November 3, 2000


A Likable President's Unlikable Deeds

By Rene Ciria-Cruz

He was so likable. His mangled English and malapropisms added to his rough charm as the candidate with a common touch. So they elected him president.

Now, tens of thousands are marching to demand his resignation, and his opponents in Congress want him impeached.

Philippines President Joseph Estrada is in deep trouble, and many Filipinos are now sorry they weren't careful what they wished for. Estrada, it turns out, is only likable to a point.

As their massive protests show, Filipinos have had enough not only of the lemon they chose, but also of the entrenched corruption he epitomizes.

Estrada's two-year-old presidency, shadowed by rumors of wrongdoing from the start, recently began to unravel when a disgruntled crony claimed he gave the president $8.6 million in payoffs from an illegal numbers game called "jueteng" and $2.6 million in kickbacks from a tobacco tax.

For Filipinos, "Jueteng-gate" is the last straw. It confirms suspicions that their president is no populist reformer but a Godfather, a vulgar throwback to the likes of Ferdinand Marcos and his wife Imelda.

Polls show confidence in the government is at an all-time low, and as the political crisis drags the economy down, the peso's value has plunged, promising higher prices and harder times ahead.

Most Filipino voters hoped that Estrada would make a difference. Highly educated presidents had failed to deliver the nation from corruption and poverty. Perhaps the plain-speaking college dropout would do better.

Although he is himself a member of the elite, he acted like the poor guy from the `hood. Yes, he drank and played hard, but his heart seemed to be with the poor and the underdog—just like in his movies.

Businessmen warned that he wasn't smart enough to lead. Intellectuals decried the pitfalls of his unabashed philistinism. But the desperate poor—as well as many reform-minded voters— dismissed all this as elitist prattle.

With his fresh, irreverent style, Estrada won by a landslide—or, as he joked self-deprecatingly, "by a landscape." His victory was essentially a grass-roots rebellion against the intellectual requirements of democratic rule.

But controversy and scandal dogged President Estrada from day one. He tried to honor the late dictator Marcos as a national hero. He was accused of insider trading in stocks. He hired expert advisers and then ignored them, favoring instead a "midnight cabinet" of rich drinking buddies, whose whispered advice shaped policy decisions.

He flaunted his many families—he has at least 11 children by six—despite questions about how his president's salary can support their mansions and opulent lifestyles.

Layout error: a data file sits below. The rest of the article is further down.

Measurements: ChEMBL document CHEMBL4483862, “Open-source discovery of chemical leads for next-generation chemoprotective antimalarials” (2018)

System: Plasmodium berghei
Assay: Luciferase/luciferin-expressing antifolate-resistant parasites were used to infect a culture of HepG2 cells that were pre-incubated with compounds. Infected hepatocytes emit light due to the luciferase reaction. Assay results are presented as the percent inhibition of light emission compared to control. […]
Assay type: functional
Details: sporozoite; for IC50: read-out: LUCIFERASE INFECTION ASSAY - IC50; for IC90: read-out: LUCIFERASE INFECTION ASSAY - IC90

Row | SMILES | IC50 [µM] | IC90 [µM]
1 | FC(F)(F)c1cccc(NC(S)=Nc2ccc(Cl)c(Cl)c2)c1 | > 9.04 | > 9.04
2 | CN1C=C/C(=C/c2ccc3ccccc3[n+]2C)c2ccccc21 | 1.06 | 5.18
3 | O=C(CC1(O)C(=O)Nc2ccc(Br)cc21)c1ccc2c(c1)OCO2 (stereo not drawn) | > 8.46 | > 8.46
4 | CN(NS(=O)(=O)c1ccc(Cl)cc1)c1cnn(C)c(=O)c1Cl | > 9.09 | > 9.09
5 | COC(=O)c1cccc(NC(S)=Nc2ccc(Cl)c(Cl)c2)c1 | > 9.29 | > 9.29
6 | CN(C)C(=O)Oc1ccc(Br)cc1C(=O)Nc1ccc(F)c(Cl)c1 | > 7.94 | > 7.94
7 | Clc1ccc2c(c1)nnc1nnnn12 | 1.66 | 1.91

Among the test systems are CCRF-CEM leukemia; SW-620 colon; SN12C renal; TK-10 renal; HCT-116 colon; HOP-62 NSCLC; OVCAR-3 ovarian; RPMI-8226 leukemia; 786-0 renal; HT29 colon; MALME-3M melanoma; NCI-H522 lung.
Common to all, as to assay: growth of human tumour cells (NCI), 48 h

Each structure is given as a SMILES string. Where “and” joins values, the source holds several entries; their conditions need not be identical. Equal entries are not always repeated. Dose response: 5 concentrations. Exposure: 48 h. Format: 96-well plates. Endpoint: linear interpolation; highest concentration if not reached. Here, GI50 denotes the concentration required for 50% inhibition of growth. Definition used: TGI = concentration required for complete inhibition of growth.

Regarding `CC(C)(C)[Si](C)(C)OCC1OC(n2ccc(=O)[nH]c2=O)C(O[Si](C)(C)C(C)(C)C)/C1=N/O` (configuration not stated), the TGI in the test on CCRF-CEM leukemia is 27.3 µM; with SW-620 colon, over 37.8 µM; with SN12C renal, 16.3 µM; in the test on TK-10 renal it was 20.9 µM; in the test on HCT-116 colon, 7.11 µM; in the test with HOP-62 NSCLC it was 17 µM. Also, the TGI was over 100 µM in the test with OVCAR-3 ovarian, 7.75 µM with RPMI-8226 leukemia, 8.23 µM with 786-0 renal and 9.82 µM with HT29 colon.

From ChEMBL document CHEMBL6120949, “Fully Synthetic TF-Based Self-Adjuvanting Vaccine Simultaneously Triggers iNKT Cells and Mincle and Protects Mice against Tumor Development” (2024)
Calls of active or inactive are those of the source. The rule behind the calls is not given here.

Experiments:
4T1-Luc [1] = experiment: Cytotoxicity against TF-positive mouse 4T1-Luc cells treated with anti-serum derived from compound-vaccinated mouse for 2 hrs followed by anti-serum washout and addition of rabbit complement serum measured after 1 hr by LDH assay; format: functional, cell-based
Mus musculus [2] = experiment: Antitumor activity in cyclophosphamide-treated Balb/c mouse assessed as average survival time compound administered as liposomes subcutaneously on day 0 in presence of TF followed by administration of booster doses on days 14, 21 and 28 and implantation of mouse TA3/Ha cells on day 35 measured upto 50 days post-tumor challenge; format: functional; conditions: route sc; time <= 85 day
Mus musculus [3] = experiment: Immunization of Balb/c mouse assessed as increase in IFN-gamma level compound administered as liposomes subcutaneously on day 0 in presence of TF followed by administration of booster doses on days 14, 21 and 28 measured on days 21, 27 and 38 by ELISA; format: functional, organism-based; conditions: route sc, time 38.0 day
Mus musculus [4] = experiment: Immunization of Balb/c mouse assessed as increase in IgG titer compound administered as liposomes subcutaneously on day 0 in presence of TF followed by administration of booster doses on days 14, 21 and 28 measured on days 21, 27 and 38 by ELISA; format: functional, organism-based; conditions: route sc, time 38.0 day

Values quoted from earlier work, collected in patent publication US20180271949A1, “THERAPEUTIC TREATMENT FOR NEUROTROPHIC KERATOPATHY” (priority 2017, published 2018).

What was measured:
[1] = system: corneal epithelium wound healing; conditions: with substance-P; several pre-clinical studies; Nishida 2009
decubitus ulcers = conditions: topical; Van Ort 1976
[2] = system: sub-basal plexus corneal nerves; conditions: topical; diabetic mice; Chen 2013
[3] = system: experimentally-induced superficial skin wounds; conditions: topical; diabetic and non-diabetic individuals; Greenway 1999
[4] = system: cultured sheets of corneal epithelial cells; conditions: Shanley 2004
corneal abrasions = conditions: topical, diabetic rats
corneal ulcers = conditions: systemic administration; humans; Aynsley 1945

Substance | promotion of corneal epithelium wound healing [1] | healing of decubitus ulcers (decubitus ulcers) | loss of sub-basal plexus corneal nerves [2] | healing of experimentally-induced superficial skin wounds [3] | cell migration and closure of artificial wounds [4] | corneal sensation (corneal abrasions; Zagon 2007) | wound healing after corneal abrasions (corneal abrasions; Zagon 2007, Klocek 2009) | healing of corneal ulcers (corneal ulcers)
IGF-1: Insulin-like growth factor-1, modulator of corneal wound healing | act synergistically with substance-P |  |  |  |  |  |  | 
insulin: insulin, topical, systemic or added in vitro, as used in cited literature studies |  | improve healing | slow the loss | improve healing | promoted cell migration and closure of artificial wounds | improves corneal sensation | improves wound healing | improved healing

I met Estrada before he became president. A full-body bloat had already taken over his matinee-idol good looks. But he was charming, and generous with his attention.

His limited political vision was striking. Beyond assurances that he cared for the poor, he offered only simple-minded answers to complex problems—stop criminals "with only the language they understand—force"; set up more charity programs; co-opt graft if you can't beat it.

As if to presage his current scandal, he proudly recalled how, as mayor of a small city, he forced a local numbers syndicate to stop bribing individual cops and to pay instead into a "new fund"—which used the money for scholarships and funeral benefits for the policemen's families.

On a visit to the Philippines last May, I reported on some of the damage wrought by Estrada's simplistic world view. He scrapped his predecessor's policy of negotiating with Muslim rebels and—just like in his movies—tried to end the rebellion in one big shootout, oblivious of the knotty religious and ancestral rights issues that have fueled the separatism for hundreds of years.

Estrada's all-out war tore through one of the country's bread baskets, killed hundreds, uprooted hundreds of thousands, and threatened to engulf wider areas. This ignorant policy fed Christian chauvinism, and his popularity soared briefly.

Then things went downhill—some rulers get into trouble by boldly nationalizing industries; Estrada, with his limited vision, invited doom by trying to nationalize the numbers game.

As in many poor, developing countries, where favors coursing though infinite webs of personal connections are important tools for survival, the culture of corruption permeates daily life in the Philippines.

But it is a culture the Filipinos no longer necessarily want to live with. Corruption is one big obstacle to national economic progress and real personal advancement. The thousands who emigrate to other countries are seeking not only jobs, but also the opportunity to work in a system with reasonable rules of fair play.

In the Philippines, therefore, any serious campaign against corruption would constitute a revolutionary act. The mounting protests against Estrada should be seen in this light. They are not just aimed at a sitting president. These protests signify a common hunger for a higher standard of governance. They are also a profound self-criticism, a declaration that Filipinos are no longer willing to live in the old way.

Rene Ciria-Cruz is also the longtime editor of Filipinas Magazine in San Francisco.

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